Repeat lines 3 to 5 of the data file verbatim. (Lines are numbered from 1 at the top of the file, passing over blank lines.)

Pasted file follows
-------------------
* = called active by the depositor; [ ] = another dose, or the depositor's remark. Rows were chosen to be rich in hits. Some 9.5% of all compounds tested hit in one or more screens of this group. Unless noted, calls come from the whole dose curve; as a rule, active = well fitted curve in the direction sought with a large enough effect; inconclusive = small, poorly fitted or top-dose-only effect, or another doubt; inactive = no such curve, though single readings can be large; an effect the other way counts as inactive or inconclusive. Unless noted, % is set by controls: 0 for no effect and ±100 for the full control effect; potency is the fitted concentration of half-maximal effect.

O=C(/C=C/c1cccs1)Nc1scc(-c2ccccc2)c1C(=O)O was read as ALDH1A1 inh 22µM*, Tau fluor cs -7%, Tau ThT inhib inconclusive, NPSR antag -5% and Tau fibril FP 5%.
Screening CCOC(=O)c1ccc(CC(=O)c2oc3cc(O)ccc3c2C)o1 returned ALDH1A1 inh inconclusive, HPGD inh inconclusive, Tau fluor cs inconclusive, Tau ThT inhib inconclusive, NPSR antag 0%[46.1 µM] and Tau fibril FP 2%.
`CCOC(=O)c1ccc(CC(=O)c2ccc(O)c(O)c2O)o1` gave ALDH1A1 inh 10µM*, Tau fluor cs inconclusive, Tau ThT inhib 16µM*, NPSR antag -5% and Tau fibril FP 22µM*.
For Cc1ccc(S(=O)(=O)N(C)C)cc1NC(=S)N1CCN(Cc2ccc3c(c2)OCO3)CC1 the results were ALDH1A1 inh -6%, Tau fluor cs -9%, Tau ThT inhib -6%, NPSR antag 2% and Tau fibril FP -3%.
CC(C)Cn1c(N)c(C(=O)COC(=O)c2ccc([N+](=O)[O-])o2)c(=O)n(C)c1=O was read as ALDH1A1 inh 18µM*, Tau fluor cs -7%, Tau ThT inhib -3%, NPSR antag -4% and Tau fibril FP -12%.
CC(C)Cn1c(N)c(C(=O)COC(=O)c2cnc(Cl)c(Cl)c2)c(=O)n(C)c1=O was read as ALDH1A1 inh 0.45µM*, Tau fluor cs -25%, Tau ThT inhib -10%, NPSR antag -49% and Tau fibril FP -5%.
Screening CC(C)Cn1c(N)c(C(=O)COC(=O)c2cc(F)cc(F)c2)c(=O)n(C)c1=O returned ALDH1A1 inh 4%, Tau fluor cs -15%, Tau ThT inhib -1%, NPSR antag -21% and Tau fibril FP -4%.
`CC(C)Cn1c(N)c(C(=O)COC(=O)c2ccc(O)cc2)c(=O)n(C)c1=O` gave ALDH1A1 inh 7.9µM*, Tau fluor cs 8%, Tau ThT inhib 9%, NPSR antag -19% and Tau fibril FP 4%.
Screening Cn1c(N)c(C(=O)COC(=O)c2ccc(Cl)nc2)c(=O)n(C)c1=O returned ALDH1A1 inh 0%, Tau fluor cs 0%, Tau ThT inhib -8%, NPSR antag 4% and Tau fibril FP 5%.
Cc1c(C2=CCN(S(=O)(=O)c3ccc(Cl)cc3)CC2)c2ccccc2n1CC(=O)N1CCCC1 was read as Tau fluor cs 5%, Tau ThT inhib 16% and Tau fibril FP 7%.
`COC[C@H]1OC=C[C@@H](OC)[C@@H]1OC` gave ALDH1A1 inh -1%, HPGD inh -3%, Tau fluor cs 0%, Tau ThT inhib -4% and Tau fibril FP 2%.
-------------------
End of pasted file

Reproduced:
Screening CCOC(=O)c1ccc(CC(=O)c2oc3cc(O)ccc3c2C)o1 returned ALDH1A1 inh inconclusive, HPGD inh inconclusive, Tau fluor cs inconclusive, Tau ThT inhib inconclusive, NPSR antag 0%[46.1 µM] and Tau fibril FP 2%.
`CCOC(=O)c1ccc(CC(=O)c2ccc(O)c(O)c2O)o1` gave ALDH1A1 inh 10µM*, Tau fluor cs inconclusive, Tau ThT inhib 16µM*, NPSR antag -5% and Tau fibril FP 22µM*.
For Cc1ccc(S(=O)(=O)N(C)C)cc1NC(=S)N1CCN(Cc2ccc3c(c2)OCO3)CC1 the results were ALDH1A1 inh -6%, Tau fluor cs -9%, Tau ThT inhib -6%, NPSR antag 2% and Tau fibril FP -3%.